The NWT’s health authority says it has learned “significant lessons” about privacy from its move to the current Stanton Territorial Hospital.
The authority was responding to a report that documents how a member of the public found more than 60 CDs from the old hospital containing patient information at the Yellowknife dump in July 2019.
They ended up at the solid waste facility during the relocation of Yellowknife’s hospital from its old building to a new, adjacent facility built at a cost of $350 million.
Elaine Keenan Bengts, NWT privacy commissioner at the time, said the breach was emblematic of longstanding concerns about how sensitive health records are handled.
In August 2020, Keenan Bengts made 27 recommendations in response to the 2019 breach. They included better supervision of item disposal, hiring more records management staff, a switch from paper to electronic records, and discouraging the use of CDs.
Health authority spokesperson David Maguire this month told Cabin Radio the organization is working to implement many of those recommendations and improve how its records are managed.
Maguire said 2019’s hospital move was “an unprecedented event in terms of the scale and magnitude.”
Miscommunication and misidentification of materials to be taken to the dump led to the breach, Maguire said.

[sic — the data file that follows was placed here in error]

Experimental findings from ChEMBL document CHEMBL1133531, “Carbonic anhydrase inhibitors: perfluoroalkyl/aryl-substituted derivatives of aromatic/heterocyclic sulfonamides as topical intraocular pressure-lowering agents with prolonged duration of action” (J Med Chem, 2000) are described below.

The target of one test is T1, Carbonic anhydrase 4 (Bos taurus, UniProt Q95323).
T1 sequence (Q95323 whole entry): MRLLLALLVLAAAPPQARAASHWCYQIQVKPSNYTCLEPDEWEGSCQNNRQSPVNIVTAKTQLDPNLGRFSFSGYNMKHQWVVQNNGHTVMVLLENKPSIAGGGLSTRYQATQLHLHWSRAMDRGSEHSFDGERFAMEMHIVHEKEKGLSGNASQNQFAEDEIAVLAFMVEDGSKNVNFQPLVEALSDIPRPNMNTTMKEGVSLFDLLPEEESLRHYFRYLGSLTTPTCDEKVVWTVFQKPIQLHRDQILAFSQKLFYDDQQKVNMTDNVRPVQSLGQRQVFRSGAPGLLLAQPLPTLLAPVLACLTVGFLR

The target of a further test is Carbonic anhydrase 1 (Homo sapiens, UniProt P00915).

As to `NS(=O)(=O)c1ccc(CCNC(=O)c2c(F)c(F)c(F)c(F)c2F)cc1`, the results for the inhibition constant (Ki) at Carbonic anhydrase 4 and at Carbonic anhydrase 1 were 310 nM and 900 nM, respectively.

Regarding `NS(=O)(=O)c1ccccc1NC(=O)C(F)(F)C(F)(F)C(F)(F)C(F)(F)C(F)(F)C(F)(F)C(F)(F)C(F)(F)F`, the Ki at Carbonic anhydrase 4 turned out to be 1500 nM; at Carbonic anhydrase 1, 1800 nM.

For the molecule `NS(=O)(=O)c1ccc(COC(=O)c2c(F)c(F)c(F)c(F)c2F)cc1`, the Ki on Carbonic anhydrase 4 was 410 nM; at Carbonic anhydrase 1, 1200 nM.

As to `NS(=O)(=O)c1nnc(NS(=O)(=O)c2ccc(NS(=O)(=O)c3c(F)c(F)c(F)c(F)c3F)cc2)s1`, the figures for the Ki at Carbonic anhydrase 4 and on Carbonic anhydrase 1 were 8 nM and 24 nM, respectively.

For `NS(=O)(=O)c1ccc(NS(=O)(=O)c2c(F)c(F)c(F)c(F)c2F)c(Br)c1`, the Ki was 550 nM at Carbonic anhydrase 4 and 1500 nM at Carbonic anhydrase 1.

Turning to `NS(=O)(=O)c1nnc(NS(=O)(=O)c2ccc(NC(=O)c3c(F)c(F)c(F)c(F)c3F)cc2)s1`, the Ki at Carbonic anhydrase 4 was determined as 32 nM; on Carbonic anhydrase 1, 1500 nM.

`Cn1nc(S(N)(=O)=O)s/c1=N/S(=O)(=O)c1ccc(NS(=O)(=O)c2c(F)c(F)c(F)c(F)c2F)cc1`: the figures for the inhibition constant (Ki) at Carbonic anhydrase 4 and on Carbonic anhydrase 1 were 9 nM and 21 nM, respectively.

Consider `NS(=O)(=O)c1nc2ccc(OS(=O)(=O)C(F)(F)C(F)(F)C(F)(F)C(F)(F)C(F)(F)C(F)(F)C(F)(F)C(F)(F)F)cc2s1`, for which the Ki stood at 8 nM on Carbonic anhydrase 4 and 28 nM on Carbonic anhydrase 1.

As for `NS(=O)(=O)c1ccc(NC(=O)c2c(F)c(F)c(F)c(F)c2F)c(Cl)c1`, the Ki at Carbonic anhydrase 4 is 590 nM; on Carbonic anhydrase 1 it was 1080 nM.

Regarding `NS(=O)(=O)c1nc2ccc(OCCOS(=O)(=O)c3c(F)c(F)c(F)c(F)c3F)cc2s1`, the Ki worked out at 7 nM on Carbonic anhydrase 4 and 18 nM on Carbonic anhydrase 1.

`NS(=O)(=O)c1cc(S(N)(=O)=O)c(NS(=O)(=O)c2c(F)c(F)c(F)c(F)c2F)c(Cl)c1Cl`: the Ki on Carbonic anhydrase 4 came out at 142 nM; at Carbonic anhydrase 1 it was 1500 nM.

He said the authority was “very sorry” for the breach and is working to ensure a similar incident does not occur.
“We take health privacy seriously and whenever one of these failures happens, it damages trust in our system,” Maguire continued by email.
“We aim to do better and will continue to highlight this across our system as an area of high importance.
“Privacy is a partnership, and everyone – from the health system to other departments, to contractors and service providers – needs to be involved and engaged in ensuring privacy is protected.”
Since the NWT-wide authority was amalgamated from several regional bodies in 2016, Maguire said, it has been updating its operational policies. Improvements to records storage and staff training are expected to be completed in 2022.
Keenan Bengts’ report also scrutinized the Department of Infrastructure’s management of the old hospital’s decommissioning. One witness said the department did not give health authority staff enough time to ensure the building was thoroughly emptied before changing the locks.
Jennifer Lukas, a spokesperson for the Department of Infrastructure, said changing the locks on old facilities the day after a move is standard procedure to prevent unauthorized access.
Lukas said the department had received confirmation from the health authority that all items had been removed from the building before taking control.
“The privacy breach referred to in the report was an unfortunate incident, and one from which we will learn and improve our practices,” Lukas wrote.
The health authority and department said they are working together to develop policies to prevent the future mishandling of sensitive information.